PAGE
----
Northern Ireland

John Bell: Belfast street to be named after physicist

John Stewart Bell Image copyright Queens University Belfast
Image caption John Stewart Bell died in 1990 before he could be awarded the Nobel Prize

Belfast City Council is to name a street after John Stewart Bell, one of Northern Ireland's most eminent scientists.

However, his full name will not be used, as the council has "traditionally avoided using the names of people" when deciding on street names.

Instead, the street in the city's Titanic Quarter will be called Bell's Theorem Way or Bell's Theorem Crescent.

Dr Bell is regarded as one of the 20th Century's greatest physicists.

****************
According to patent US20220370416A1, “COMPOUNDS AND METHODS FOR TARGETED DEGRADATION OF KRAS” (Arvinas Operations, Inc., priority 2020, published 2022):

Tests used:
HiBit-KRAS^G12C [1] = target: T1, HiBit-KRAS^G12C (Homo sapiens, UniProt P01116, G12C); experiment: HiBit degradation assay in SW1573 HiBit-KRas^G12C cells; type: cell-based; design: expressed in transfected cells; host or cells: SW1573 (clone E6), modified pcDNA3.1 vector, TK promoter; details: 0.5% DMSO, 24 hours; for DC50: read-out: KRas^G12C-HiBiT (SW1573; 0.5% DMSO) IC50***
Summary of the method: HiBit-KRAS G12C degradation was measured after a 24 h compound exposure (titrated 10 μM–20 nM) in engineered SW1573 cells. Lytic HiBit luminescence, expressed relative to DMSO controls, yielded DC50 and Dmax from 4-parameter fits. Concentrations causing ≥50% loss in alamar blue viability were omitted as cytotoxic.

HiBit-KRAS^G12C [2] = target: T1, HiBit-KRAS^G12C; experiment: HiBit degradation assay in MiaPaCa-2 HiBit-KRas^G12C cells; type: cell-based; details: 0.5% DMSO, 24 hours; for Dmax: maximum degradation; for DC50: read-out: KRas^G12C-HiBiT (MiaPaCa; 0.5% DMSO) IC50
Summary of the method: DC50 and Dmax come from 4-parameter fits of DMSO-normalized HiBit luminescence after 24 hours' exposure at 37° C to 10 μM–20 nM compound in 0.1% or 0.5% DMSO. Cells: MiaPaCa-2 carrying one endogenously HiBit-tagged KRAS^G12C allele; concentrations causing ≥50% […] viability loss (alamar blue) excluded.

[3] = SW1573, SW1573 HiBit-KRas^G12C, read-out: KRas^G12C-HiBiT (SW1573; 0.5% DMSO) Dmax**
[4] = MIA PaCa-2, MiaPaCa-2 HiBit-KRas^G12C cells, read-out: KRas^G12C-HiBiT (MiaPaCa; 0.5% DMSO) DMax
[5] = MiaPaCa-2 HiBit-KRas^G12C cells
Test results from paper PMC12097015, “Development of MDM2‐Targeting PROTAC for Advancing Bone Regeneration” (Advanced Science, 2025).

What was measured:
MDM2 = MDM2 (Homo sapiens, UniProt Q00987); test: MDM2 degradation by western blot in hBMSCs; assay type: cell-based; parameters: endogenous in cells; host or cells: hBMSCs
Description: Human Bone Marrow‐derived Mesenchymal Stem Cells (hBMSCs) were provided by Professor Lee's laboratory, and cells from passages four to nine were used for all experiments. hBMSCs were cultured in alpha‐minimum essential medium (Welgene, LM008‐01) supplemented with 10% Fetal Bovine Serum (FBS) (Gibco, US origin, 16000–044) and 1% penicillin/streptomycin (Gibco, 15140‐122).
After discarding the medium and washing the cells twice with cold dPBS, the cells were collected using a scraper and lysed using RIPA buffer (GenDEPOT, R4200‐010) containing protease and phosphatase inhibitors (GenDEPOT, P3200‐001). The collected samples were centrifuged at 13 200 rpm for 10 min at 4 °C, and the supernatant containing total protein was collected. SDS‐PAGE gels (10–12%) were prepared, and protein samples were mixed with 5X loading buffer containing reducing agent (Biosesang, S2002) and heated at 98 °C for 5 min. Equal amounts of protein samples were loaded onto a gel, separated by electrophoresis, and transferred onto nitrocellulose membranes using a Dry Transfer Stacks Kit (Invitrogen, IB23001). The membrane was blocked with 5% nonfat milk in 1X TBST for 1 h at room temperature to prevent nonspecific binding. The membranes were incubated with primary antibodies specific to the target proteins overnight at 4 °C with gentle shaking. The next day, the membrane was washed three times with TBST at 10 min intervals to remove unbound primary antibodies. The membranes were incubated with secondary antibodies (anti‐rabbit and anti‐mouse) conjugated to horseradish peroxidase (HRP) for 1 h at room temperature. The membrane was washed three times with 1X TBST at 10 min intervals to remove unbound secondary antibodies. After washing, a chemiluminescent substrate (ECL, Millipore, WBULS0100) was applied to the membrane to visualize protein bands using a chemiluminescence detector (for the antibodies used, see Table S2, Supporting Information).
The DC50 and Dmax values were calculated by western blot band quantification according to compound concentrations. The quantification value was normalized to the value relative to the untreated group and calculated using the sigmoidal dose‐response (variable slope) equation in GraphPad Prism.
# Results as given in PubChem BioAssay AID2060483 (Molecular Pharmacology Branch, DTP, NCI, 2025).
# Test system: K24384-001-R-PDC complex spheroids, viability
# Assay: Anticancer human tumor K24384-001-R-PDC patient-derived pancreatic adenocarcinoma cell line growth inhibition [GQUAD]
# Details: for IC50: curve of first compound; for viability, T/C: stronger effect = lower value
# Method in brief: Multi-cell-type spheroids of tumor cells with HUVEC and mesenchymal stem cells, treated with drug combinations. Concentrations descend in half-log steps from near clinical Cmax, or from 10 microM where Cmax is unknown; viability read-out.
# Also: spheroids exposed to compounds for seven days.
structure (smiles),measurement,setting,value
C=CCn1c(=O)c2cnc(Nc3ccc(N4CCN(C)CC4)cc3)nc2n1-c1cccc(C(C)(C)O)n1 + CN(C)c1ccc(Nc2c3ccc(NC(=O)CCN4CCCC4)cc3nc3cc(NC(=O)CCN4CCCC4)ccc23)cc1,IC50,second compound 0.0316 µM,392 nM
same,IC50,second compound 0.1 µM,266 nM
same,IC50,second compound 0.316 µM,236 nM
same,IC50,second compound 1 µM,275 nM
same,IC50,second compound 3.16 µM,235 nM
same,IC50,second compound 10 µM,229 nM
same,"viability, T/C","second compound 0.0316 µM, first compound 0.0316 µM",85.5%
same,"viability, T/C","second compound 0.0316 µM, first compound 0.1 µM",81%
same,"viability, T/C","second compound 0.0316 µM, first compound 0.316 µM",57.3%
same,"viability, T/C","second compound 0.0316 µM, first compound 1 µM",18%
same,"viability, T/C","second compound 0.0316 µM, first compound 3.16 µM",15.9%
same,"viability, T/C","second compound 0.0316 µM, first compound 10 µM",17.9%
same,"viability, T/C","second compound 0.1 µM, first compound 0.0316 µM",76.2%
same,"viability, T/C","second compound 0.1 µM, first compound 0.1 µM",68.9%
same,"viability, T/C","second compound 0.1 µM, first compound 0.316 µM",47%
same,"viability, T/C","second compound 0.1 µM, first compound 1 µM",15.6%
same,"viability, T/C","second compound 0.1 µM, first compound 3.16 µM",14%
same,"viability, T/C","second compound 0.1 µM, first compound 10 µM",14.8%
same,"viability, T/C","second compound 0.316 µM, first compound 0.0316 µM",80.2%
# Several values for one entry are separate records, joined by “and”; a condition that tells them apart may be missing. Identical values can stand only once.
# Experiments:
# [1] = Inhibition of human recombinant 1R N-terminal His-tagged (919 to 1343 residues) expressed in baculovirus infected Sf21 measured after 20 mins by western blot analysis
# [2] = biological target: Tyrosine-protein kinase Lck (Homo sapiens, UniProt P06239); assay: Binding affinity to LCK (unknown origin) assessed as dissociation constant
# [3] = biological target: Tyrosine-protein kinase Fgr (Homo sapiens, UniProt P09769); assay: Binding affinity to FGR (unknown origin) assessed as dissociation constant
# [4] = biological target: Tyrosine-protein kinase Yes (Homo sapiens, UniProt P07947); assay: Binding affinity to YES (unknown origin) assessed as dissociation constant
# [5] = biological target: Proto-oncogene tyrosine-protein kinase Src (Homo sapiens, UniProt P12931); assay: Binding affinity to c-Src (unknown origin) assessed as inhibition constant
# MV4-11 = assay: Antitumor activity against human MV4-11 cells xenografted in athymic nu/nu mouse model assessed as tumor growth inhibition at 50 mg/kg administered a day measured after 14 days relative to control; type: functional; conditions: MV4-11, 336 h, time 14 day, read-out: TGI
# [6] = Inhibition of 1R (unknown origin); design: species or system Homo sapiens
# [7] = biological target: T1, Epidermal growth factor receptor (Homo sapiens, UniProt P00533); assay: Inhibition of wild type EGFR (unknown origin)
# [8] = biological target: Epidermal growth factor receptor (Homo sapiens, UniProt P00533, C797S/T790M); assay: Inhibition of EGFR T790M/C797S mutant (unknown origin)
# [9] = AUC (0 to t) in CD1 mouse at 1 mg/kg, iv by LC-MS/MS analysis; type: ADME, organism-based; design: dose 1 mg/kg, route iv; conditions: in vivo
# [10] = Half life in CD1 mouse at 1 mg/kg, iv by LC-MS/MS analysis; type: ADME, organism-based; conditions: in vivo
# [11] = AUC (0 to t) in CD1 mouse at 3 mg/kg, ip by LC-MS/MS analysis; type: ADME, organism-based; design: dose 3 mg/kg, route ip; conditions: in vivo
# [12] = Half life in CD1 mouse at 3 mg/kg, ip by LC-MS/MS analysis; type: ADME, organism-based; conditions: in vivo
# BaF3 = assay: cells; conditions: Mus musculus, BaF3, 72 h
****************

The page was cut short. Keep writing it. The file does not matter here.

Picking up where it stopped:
Quantum mechanics

The council originally received an application from Titanic Quarter Ltd in September to name a street John Bell Crescent.

Councillors rejected the proposal due to concerns about naming streets in the city after individuals.

However, the council's Strategic Policy and Resources Committee has now agreed to name a street next to Belfast Metropolitan College after his most famous work.

That decision is set to be approved at the next full council meeting.

Bell's Theorem, more formally known as On the Einstein-Podolsky-Rosen paradox, demonstrated that Einstein's views on quantum mechanics - the behaviour of very small things like atoms and subatomic particles - were incorrect.

His theory continues to have a lasting impact on modern physics, and is said to have laid the foundation for quantum information technology.

Dr Bell was born in Belfast in 1928 and rose to become one of the world's greatest quantum physicists.

Towards the end of his life, he was nominated for the Nobel Prize, but died in 1990 before he could be awarded the honour, which is never awarded posthumously.

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